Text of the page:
What a time it is in the IT industry at the moment. Not too good a time, but not too bad a time either.
Just as the enthusiasm was returning to the people involved a few companies start folding.
The latest to go is eBone, the network that handled roughly one third of European internet traffic. A UK consortium was trying to buy the network for 25m euros, but it seems that the banks wanted around 45m just to keep it going. All might have been well if AT&T had kept their interest, but they didn't. So that's another one gone, but at least not the same way as WorldCom, and Xerox and a few others.
BT have recently got a slap on the wrist for their broadband adverts, they were deemed as misleading by advertising a 2Mbps internet connection for home users, when it is part of their business package.
Yet another bandwidth story here, and kinda following this wireless internet theme I seem to have gotten myself into. Motorola are rolling out a service they call Canopy, basically it means that you can buy a receiver ariel and broadcast an internet connection within roughly 5 miles. Up to 1200 users can buy the receiver units and hook into the service. Each receiver unit costs roughly £400 and to set up a broadcasting station would set you back around £1000 to £2000 depending on your current connection. So, villages could easily group together and provide their own broadband ISP service in those areas that other services can't reach.
The question to ask though is 'Is it worth it?' The download speeds are sure fast, you can download large files really, really quickly. But there seems to currently be a bit of a problem with wireless internet at the moment, it's no good for surfing the net. When surfing the net, you're not really looking for overly fast download speeds, but fast server connections. Once you've got the connection you're fine, downloading one page, no worries, but to flick between pages needs lots of server connections, and there's the problem. Wireless internet suffers from a connection lag, and apparently this hasn't been solved yet. I say apparently because I haven't tried it out myself, but a collegue of mine has to rely on it occasionally and isn't too impressed.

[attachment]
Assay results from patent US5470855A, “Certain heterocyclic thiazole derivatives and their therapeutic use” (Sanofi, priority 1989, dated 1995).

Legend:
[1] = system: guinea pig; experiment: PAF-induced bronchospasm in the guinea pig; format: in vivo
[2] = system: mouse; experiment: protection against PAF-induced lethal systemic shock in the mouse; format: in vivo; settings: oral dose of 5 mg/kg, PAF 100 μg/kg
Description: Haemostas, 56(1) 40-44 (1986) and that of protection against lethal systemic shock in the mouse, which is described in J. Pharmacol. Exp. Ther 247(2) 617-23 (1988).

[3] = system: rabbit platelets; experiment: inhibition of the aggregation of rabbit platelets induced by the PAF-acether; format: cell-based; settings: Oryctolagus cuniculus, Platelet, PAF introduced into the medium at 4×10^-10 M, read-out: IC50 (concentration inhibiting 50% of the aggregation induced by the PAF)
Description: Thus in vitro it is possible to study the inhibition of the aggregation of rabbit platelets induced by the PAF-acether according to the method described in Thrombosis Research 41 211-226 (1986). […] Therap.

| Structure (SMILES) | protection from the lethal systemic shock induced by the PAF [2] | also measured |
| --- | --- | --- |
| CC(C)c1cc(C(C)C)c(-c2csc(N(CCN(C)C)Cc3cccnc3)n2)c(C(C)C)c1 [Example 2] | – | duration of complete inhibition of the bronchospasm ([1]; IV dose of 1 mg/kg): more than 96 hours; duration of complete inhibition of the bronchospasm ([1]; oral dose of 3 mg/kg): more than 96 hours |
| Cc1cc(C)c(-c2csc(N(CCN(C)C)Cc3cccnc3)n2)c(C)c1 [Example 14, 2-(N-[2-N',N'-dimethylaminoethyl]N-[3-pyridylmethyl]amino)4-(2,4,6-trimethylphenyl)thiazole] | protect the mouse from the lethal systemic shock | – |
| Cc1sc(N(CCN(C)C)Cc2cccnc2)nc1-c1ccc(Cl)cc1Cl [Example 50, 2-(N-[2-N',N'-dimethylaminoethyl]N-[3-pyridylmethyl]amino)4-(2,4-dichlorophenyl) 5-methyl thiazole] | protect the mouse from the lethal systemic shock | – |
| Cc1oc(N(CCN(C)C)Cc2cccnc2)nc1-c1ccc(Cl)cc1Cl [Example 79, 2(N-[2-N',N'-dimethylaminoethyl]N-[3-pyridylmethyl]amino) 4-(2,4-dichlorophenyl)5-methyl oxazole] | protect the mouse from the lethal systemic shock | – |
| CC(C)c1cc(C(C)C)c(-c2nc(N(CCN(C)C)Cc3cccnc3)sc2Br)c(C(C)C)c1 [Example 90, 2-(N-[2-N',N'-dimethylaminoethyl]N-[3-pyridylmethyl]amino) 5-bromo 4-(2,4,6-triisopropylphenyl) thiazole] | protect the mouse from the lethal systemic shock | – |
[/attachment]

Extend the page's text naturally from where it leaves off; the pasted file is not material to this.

Now for a bit of Microsoft bashing, and if you read these on any kind of basis you'll know that this isn't like me, but having said that... A huge security hole was found to be in Windows Media Player7, and a patch was released a little too quickly if you ask me. Now, part of this patch changes the End User License Agreement, that EULA which, let's face it, none of us read. But, this change means that by agreeing you effectively give Microsoft a back door into your system with a admin privilages.
Sticking with Microsoft, there seems to have been a strange change of direction at the camp, they've booked a booth at the LinuxWorld Expo. Not a big booth admitedly, but one none the less. For more information of this, head over to Linux World Expo
On the gadgets front there is somthing really rather ironic on the market. Someone has not only invented, but managed to convince people to produce a wind up mobile phone charger.
About five minutes of winding and you get roughly two hours of standby. So, when you find yourself in the middle of nowhere, miles from a plug socket and your phone runs out of charge then you can plug this in, give it a spin and your phone will have power once again. Then you just have to solve the problem of getting a signal out there miles from a plug socket. Only available for Nokia phones at the moment though, but that's alright as most phones on the streets seem to be Nokia ones. Let's just hope that the Nokia company doesn't go titsup like seems to be the trend.
Ending on a happier note, rumours are abounding once more that the good old beeb are to revive Doctor Who. Finally! To celebrate the 40th anniversary with Anthony Stewart Head (Giles) lined up to play the Doctor. The beeb have an offical denial out of course, News, but they don't actually say that they're not planning to revive the show, just not planning on Anthony Stewart Head in the lead role.